Allen: Practice vs. Project
Allen states: “There is no theory, there is no practice. There are only practices which consist in action and agency. They unfold in time and their repetitions are never identical. It is for this reason that the know-how of practice (writing and design) is a continual source of innovation and change.” What does this mean? What if a person or group do not continue to innovate?
What are material practices? How does it fit into the larger category of theory and practice?
Do you agree that in practice the desired continuity of a project should in no way be compromised by the apparent structural expedient, such as in Frank Lloyd Wrights Guggenheim Museum?
Practice vs. Project is marked by the pragmatic idea of “differences that make a difference.” What are some examples other than the Guggenheim that rely on this concept?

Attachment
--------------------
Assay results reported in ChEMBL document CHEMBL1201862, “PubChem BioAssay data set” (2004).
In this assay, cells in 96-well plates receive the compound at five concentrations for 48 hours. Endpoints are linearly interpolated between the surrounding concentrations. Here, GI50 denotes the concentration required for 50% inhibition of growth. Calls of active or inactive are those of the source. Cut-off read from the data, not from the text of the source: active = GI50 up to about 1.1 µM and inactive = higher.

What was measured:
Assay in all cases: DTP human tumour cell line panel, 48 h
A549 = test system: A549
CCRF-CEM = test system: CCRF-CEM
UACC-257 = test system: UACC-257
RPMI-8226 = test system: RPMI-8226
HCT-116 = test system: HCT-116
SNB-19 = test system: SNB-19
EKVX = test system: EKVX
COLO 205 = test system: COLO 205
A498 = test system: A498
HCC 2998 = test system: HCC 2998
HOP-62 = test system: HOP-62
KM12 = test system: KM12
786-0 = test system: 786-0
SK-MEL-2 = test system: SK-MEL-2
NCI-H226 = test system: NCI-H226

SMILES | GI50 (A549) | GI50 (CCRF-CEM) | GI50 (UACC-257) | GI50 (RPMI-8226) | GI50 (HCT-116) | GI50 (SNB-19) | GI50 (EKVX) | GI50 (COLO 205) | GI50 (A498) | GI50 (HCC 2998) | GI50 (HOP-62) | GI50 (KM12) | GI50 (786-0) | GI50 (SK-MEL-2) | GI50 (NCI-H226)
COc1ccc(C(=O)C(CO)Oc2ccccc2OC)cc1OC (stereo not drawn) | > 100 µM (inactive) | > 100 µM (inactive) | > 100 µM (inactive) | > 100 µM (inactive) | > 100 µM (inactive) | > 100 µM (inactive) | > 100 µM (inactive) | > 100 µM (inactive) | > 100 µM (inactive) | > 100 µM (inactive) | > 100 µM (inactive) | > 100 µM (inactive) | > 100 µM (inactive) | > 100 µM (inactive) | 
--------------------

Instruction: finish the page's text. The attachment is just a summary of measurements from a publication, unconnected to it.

“De Certeau understood that there can never be a perfect correspondence between the regulated geometric structure of the planned city and the unruly practices it supports. The cities inhabitants are always ready to take advantage of this mismatch between structure and performance. This in turn suggests that the control exercised by any disciplinary regime can never be total. Resistance will find other pathways around, or under, or through, the constraints imposed from outside, pathways that lead away from transgression, catastrophic overthrow, withdrawal or retreat.” This quote can give argument to one of our past discussions on how a digital walkthrough may be too direct for the natural flow of someones experience in and around a building. Thoughts?